Liberal Catholics love to cite as their favorite Newmanian sound bite his line that “to live is to change, and to be perfect is to have changed often.” Yet this famous tag line gives no berth whatever to either private judgment or dissent. This becomes especially clear in those passages where Newman makes explicit the link between the private judgment of the Bible so often defended by Protestants and the dissent of liberal Christians. Indeed in this passage his description of the attitude of Protestants toward the claim of the Roman Church to dictate how the faithful shall interpret Scripture sounds remarkably like a description of how liberal Catholics justify, in their minds, forming a party of “loyal opposition,” of “faithful” dissent. He solemnly warns his “mixed congregation” in these unsparing terms:
Such is the only rational, consistent account of faith; but so far are Protestants from professing it, that they laugh at the very notion of it. They laugh at the notion itself of men pinning their faith (as they express themselves) upon Pope or Council; they think it simply superstitious and narrow-minded to profess to believe just what the Church believes, and to assent to whatever she will say in time to come on matters of doctrine. . . . They call it priestcraft to insist on this surrender of the reason, and superstition to make it.
True, Newman took for granted that the faithful had a role in the development of doctrine, that the laity should as a matter of course be “consulted” in moments when that development was reaching a point of being solemnly defined. But he certainly never would have urged the taking of a poll to “consult” the laity to determine doctrine. The point for Newman is that for both lay Christian and bishop revelation is objective and not a matter to twist and bend out of shape, by either the teaching or the learning Church. That is why three of the famous Notes for determining authentic development over against corruption in the Development of Doctrine are “Continuity of Principles,” “Logical Sequence,” and “Conservative Actions upon Its Past.” The Church can only consult the “faithful” if they are, in fact, faithful. The idea of “consulting” Catholics not in a state of grace would have struck Newman as grotesquely beyond the pale.
About the prophetic implications of these insights—for liberal Christianity in general and Anglicanism in particular—Professor Turner has nothing to say. Newman famously encapsulated his views on the consequences of religious ideas when he claimed in the Apologia that “there are but two alternatives, the way to Rome, and the way to Atheism: Anglicanism is the halfway house on the one side, and Liberalism is the halfway house on the other.” He was also convinced that those in the Church of England who resisted “going over” to Rome would sooner or later lapse into liberalism, which in turn would spell the end of Anglicanism. Which is why he could lament in a letter as early as 1831 that most Anglican churchmen were liberals, “and in saying this, I conceive I am saying almost as bad of them as can be said of any man.”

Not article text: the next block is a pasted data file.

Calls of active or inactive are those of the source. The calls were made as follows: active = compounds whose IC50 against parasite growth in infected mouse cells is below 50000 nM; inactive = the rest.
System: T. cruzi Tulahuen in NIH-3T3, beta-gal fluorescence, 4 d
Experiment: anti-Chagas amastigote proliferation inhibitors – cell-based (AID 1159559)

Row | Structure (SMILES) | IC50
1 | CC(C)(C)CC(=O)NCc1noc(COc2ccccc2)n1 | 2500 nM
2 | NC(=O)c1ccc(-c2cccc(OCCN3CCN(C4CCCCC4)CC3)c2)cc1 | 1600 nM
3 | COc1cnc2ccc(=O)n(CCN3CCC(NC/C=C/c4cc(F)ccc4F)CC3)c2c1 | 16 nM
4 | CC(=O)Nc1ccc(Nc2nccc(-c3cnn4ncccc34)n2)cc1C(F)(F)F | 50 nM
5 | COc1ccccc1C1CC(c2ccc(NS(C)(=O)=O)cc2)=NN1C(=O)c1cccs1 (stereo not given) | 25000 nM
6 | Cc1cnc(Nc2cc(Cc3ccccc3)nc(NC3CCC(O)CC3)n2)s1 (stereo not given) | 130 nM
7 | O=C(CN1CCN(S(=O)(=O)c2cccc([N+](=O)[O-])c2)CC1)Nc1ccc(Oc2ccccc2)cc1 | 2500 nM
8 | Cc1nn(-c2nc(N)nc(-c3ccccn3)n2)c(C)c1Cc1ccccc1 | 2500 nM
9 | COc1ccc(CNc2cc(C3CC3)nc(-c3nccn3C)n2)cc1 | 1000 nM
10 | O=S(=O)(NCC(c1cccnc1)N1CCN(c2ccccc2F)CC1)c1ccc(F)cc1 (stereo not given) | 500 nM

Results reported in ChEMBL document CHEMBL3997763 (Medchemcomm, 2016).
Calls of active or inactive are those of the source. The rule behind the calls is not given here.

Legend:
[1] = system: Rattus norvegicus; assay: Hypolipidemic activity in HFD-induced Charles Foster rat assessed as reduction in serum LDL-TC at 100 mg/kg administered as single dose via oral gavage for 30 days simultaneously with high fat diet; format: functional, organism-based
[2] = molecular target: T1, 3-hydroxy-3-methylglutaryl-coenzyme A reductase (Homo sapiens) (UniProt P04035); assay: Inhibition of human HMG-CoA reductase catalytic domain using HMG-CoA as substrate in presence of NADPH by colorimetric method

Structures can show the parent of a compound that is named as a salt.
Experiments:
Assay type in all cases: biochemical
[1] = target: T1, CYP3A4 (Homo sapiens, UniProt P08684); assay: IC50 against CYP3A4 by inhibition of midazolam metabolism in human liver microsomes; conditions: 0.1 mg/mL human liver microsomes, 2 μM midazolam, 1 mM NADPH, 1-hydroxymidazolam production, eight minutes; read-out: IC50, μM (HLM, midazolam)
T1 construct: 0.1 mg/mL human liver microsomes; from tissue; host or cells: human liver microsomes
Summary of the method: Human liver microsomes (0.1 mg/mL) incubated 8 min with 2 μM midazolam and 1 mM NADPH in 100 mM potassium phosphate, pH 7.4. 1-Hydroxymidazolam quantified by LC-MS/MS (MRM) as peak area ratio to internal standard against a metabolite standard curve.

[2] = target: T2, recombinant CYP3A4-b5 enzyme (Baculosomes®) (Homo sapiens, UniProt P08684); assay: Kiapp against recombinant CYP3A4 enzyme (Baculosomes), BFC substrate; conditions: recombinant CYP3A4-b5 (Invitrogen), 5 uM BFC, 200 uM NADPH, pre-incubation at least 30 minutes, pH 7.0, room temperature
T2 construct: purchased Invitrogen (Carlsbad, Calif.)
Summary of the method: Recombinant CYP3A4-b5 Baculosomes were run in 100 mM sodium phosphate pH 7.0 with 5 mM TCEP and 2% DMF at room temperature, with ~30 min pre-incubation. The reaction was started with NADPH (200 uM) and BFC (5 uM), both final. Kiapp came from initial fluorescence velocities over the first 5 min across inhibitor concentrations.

The reason for so harsh a judgment is that Newman could see a coming storm of dissent throughout all of Western Christendom, especially with the rise of an educated Christian public:
We live in a novel era—one in which there is an advance towards universal education. Men have hitherto depended on others, and especially on the clergy, for religious truth; now each man attempts to judge for himself. Now, without meaning of course that Christianity is in itself opposed to free inquiry, still I think it is in fact at the present time opposed to the particular form which that liberty of thought has now assumed. Christianity is of faith, modesty, lowliness, subordination; but the spirit at work against it is one of latitudinarianism, indifferentism, republicanism, and schism, a spirit which tends to overthrow doctrine, as if the fruit of bigotry, and discipline as if the instrument of priestcraft.
Now obviously the future author of The Idea of a University is not here recommending obscurantism or an illiterate laity. But the tension between orthodoxy and obedience, on the one hand, and liberalism and free inquiry, on the other, meant that the Church was entering into a new and dangerous era. “The church party,” Newman ruefully admitted, was “poor in mental endowments,” and relied too much “on prejudice and bigotry.” That hardly meant, of course, that an uneducated faith was wrong. But it did mean that the Church needed great men who “alone can prove great ideas or grasp them,” since moral truths are “gained by patient study, by calm reflection, silently as the dew falls” and do not show well “in the argument of an hour.”